Memory loss can affect us all, whether we are young or old. Here are a few ways you can improve your memory

10 February

Memory loss is not exclusive to people with medical conditions, it can affect us all and is frustrating at the best of times. Whether you are an elderly person living with dementia, a teen revising for exams, or someone who simply finds themselves searching for their car keys on one too many occasions – there are plenty of ways to improve your memory on a daily basis.

It is worth noting just how many factors can affect our memory, be it for better or for worse. Stress for example, significantly impedes on our ability to retain information, as does depression and anxiety. We have all experienced a busy mind that feels full to the brim, or a lack of patience and attention span. So taking a calm and measured approach is definitely a good start.

Using Mnemonic Devices

Mnemonics are systems intended to assist memory function. They include anything from patterns of numbers and letters, to visual cues and associations, and can be as simple or abstract as you like. The more ridiculous the images, the more likely you are to remember them.

Acrostics

Incredibly useful. They are sentences where each word’s first letter is significant. Many of us learned the order of the planets and the colours of the rainbow with silly-sounding sentences that have lodged themselves in our brains for our entire lives. The same goes for rhymes, such as “In fourteen-hundred and ninety-two, Columbus sailed the ocean blue”, or the alphabet sung to the tune of Twinkle Twinkle Little Star.

The Loci method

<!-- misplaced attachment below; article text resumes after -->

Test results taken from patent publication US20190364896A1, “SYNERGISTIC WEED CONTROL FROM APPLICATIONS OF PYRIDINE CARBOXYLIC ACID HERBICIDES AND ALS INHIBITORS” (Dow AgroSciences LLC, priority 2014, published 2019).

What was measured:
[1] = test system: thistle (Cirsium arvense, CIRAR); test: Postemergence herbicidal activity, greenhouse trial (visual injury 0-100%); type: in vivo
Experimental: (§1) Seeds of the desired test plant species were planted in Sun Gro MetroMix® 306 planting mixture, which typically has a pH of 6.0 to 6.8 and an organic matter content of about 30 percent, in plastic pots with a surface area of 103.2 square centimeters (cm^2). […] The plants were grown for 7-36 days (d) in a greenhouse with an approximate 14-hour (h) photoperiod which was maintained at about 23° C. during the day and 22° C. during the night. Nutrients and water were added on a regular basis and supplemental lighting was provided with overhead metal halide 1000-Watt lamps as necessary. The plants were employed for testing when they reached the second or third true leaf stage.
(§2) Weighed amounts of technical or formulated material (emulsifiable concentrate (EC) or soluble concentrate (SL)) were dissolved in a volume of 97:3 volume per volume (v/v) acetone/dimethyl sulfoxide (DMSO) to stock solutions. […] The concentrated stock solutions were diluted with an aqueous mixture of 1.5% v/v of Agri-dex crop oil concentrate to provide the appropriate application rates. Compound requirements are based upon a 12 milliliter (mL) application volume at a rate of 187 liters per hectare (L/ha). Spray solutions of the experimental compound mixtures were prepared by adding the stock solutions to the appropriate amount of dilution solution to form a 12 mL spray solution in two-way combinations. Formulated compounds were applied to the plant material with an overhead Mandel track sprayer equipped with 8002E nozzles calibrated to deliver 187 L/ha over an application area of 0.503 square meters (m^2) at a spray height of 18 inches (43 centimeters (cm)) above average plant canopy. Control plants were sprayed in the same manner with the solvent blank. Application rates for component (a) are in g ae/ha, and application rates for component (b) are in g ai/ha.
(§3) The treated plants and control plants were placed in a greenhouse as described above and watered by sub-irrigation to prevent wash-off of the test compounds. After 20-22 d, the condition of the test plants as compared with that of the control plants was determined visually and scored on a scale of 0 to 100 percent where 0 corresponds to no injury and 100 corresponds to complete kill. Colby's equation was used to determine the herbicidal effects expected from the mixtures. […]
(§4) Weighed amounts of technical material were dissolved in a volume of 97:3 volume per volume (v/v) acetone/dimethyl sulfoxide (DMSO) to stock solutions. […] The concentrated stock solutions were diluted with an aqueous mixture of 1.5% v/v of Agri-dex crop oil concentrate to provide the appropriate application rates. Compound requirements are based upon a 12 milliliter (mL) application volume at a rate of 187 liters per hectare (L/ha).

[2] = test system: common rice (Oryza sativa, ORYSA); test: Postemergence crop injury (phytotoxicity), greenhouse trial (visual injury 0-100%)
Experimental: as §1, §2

The Loci method has been used for thousands of years. This is where you mentally place things you want to remember within locations that are really familiar to you. If that seems too challenging, try using sticky notes around the house. You will be surprised how quickly you are able to associate what is written on them with where you are.

Be Mindful

Believe it or not, positive thinking will increase your chances of improving your memory. The worst thing you can do is to be hard on yourself, or adopting a defeatist attitude of “I can’t” or “I’m hopeless at this”. Focus on all the small achievements you make and the things you do remember, rather than those you forget. The more you expect to be forgetful, the more you will be. So turn it around and be patient with yourself.

The same goes for taking a moment to pause, breathe and calmly retrace your steps either mentally or physically if you have forgotten what you came into the room for.

Focus

This is another vital tool for forming and retaining new memories. Many of us are too distracted to give our full attention to what it is we need to remember. Giving that thing priority and time will also give it a chance to solidify in our mind.

Exercise Your Brain

Our brains are no different from the rest of our bodies – they need a balanced diet of stimulation and rest, with the right kind of both. Crosswords, Sudoku, jigsaws and other puzzles are great ways to flex your grey matter.

Testing yourself is also a proven means to really ingrain what you’ve learned, regardless of how well you score. So quizzes are ideal and can be enjoyed as individual or group activities.

Our minds are usually at their most restful just before we sleep. So revising any new information during this time will help it to find its place in your mind. It has been suggested that listening to classical music is a good accompaniment to learning, thanks to its ability to sharpen our concentration whilst simultaneously quietening the white noise.